ScanMaster2 - Board Revision 3
Laser projector control board, successor of the ScanMaster1. The board is an easy-to-use
embedded system for controlling an entire laser projection system. It lets client computers
stream data with standard ethernet and TCP/IP instead of using analog signals with bulky
and lossy cable connections. The use of standard computer interfaces further eliminates the
need for special hardware to be used with the signal source. For standalone operation,
the board offers media playback from memory and user interaction through input devices
connected to DMX512.
The board can be mounted directly into the projector, be run in a standalone adapter box or
be used in recording and playback systems. It comes with an ISP input, outputs and inputs
for galvo positioning and monitoring, 8 color outputs and several digital I/Os, connected to
a powerful DSP.
Revision 3 enhancements
Addition of a CompactFlash port for memory cards with user supplied data as an
alternative to the internal flash ROM storage.
DSP upgrade. The new processor has larger internal memory, improved DMA functions
and faster clocks for system and bus.
Additional A/D converter for beampower measurements.
Optional IrDA interface, requires external components and specific software.
Choice of mounting a Neutrik Ethercon connector instead of the standard RJ45 jack.
Larger 8 KByte board EEPROM for configuration and calibration data.
The board supports different data sources. In frame oriented mode multiple data sources
and their streams of frames can be combined through the use of output windows. In stream
mode, the output and its timing is controlled by a stream of samples, originating from
network or the ISP input. Data sources are:
StageNet's SDCP/SMXP protocols via ethernet and TCP, UDP, IP. See StageNet.org for
more information. All ScanMaster2 interfaces can be accessed with the protocols and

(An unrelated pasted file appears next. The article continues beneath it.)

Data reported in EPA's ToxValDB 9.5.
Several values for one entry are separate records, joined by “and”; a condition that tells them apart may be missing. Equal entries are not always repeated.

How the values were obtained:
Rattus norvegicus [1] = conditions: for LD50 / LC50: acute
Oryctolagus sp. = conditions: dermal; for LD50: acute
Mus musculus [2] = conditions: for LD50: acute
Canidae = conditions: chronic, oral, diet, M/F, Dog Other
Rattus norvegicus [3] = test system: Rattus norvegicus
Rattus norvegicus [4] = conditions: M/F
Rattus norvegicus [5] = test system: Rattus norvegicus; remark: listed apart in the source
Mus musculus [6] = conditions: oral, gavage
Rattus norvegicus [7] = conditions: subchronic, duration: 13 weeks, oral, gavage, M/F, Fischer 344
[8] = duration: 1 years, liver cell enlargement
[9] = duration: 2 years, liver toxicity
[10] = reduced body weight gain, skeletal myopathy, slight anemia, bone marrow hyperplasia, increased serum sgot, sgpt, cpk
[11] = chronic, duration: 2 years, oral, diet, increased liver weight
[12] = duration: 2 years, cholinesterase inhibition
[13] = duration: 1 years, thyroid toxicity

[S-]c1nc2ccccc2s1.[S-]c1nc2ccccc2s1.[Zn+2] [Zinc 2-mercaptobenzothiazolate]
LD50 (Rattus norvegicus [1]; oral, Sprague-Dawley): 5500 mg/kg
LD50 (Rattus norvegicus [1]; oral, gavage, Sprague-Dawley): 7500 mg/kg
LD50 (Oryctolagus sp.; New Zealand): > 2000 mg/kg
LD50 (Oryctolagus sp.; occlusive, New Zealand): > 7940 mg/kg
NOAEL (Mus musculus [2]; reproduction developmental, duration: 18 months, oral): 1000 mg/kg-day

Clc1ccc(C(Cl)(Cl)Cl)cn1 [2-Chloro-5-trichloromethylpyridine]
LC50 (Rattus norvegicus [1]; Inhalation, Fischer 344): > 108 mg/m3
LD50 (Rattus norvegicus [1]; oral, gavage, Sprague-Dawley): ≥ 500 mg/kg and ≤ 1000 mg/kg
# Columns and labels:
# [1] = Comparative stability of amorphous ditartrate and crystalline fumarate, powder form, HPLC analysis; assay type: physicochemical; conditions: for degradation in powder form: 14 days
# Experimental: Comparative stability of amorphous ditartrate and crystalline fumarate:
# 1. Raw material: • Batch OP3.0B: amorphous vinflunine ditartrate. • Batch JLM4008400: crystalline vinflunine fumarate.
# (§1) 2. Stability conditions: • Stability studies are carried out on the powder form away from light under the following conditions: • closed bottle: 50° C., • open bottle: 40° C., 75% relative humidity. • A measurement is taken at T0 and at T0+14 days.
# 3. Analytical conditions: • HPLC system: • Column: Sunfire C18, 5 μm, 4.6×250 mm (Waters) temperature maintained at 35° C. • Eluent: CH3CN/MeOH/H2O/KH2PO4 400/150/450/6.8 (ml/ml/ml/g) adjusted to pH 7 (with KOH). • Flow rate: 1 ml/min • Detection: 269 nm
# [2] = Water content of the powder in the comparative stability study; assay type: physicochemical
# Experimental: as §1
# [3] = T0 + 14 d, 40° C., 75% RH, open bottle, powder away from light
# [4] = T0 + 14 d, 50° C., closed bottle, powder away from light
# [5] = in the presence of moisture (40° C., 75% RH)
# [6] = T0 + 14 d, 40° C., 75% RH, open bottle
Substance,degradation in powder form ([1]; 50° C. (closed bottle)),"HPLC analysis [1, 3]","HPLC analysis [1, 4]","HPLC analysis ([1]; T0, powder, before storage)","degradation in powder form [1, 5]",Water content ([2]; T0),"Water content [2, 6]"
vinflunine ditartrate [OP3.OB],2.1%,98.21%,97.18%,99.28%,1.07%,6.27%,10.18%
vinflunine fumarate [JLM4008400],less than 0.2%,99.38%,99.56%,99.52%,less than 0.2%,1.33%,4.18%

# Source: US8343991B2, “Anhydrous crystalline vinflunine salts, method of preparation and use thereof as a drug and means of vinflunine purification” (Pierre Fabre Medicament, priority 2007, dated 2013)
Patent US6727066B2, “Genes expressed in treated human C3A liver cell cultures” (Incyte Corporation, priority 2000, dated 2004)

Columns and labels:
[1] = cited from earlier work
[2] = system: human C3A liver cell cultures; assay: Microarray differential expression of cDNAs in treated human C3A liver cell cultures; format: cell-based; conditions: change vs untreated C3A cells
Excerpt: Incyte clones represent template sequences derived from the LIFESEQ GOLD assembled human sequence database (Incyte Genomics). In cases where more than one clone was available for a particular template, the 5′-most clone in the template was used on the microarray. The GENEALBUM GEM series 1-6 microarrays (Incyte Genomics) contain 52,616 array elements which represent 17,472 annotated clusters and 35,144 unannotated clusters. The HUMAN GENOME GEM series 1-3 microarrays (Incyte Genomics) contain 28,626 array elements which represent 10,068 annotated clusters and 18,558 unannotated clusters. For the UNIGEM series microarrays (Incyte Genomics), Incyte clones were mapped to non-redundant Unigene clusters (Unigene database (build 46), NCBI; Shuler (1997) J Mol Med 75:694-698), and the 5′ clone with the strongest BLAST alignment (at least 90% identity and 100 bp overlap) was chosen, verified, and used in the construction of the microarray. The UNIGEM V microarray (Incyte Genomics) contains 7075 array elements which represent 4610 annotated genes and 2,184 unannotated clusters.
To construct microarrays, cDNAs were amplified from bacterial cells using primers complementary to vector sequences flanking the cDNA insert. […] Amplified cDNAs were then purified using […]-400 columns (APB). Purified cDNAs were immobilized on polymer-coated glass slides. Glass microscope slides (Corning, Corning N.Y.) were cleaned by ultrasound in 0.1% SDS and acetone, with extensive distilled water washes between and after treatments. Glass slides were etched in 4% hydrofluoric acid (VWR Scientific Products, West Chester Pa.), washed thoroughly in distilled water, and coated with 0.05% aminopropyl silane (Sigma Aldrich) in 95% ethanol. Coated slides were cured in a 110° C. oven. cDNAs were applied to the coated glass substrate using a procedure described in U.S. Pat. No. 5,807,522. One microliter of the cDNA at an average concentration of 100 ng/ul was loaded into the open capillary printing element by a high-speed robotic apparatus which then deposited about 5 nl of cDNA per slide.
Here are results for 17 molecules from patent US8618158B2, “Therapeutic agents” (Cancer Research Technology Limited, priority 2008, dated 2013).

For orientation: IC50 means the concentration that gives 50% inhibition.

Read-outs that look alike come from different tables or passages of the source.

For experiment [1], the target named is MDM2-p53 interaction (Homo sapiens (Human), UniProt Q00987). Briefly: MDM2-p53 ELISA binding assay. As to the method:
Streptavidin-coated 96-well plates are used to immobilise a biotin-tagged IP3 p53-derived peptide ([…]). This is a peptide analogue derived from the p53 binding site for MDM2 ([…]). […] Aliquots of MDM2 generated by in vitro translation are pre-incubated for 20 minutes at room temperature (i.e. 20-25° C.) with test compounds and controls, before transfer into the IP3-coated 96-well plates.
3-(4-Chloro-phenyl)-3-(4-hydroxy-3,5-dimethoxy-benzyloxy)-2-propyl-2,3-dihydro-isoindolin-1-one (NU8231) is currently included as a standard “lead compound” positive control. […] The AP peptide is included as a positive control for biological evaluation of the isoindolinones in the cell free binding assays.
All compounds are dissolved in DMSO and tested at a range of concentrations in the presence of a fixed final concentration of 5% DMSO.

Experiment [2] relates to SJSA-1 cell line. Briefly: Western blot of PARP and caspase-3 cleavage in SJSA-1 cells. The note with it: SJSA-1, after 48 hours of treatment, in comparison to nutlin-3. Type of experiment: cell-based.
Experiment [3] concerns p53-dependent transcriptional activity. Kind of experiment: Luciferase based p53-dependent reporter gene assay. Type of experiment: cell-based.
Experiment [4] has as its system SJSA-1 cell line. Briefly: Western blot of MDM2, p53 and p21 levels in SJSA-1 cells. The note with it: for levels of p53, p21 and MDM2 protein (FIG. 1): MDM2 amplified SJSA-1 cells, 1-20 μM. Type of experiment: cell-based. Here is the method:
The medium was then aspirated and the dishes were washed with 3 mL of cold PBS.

any client can open sessions and exchange data with the unit. For management a
reliable TCP stream is used, for realtime data either UDP or TCP can be used.
ISP (ILDA Standard Projector) input. ISP is an analog projector interface specified by
ILDA. The ISP input can further be used for show recording. With StageNet's stream
mode the data can be transmitted to the client computer and be stored there.
Memory mode, where a series of user-supplied frames can either be played back from
internal storage continuously from switch-on to switch-off or be controlled from a
lightning desk with DMX512. The projector can be used to emulate moving lights with
stored frames taking the place of gobos.
The ease of use, the scalability through 10/100MBit ethernet, the versatile usage, its rich
feature set and its tiny size make this boad unique in the whole laser industry. The ability
to process the rendering of lines and curves in realtime puts new freedom into the hands of
show designes. Now, instead of doing the dot monkey, being able to use convenient strokes
and let ScanMaster do the timing. All this with space requirements far less than what is
needed by optics, drivers and power supplies.
Realtime interpolation of curves and vectors with variable output timing. This includes
color transformation, color morphing, geometry correction and calculation for galvo
Colorspace converter accepts arbitrary colorspace coordinates and does on-the-fly conversion